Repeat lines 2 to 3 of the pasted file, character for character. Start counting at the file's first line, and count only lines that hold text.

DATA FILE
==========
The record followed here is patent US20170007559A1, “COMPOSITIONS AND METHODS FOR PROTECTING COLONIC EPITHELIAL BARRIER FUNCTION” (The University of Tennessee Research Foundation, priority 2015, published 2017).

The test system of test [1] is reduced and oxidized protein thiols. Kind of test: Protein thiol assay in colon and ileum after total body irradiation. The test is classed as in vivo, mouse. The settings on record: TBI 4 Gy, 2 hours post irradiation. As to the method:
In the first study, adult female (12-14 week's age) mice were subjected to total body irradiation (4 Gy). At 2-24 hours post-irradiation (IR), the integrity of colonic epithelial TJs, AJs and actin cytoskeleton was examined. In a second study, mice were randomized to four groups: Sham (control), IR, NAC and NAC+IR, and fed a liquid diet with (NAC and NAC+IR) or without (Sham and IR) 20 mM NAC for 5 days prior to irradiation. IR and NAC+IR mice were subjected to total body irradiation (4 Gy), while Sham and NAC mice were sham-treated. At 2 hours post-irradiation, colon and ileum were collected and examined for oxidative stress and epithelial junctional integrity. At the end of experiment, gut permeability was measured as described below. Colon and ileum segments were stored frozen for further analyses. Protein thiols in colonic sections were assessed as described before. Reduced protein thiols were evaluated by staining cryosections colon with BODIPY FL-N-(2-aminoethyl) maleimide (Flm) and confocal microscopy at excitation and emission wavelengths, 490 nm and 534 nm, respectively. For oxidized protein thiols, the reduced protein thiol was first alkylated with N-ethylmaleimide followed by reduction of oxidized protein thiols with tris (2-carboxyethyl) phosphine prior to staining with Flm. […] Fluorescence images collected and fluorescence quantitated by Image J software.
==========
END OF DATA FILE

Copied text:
The test system of test [1] is reduced and oxidized protein thiols. Kind of test: Protein thiol assay in colon and ileum after total body irradiation. The test is classed as in vivo, mouse. The settings on record: TBI 4 Gy, 2 hours post irradiation. As to the method:
In the first study, adult female (12-14 week's age) mice were subjected to total body irradiation (4 Gy). At 2-24 hours post-irradiation (IR), the integrity of colonic epithelial TJs, AJs and actin cytoskeleton was examined. In a second study, mice were randomized to four groups: Sham (control), IR, NAC and NAC+IR, and fed a liquid diet with (NAC and NAC+IR) or without (Sham and IR) 20 mM NAC for 5 days prior to irradiation. IR and NAC+IR mice were subjected to total body irradiation (4 Gy), while Sham and NAC mice were sham-treated. At 2 hours post-irradiation, colon and ileum were collected and examined for oxidative stress and epithelial junctional integrity. At the end of experiment, gut permeability was measured as described below. Colon and ileum segments were stored frozen for further analyses. Protein thiols in colonic sections were assessed as described before. Reduced protein thiols were evaluated by staining cryosections colon with BODIPY FL-N-(2-aminoethyl) maleimide (Flm) and confocal microscopy at excitation and emission wavelengths, 490 nm and 534 nm, respectively. For oxidized protein thiols, the reduced protein thiol was first alkylated with N-ethylmaleimide followed by reduction of oxidized protein thiols with tris (2-carboxyethyl) phosphine prior to staining with Flm. […] Fluorescence images collected and fluorescence quantitated by Image J software.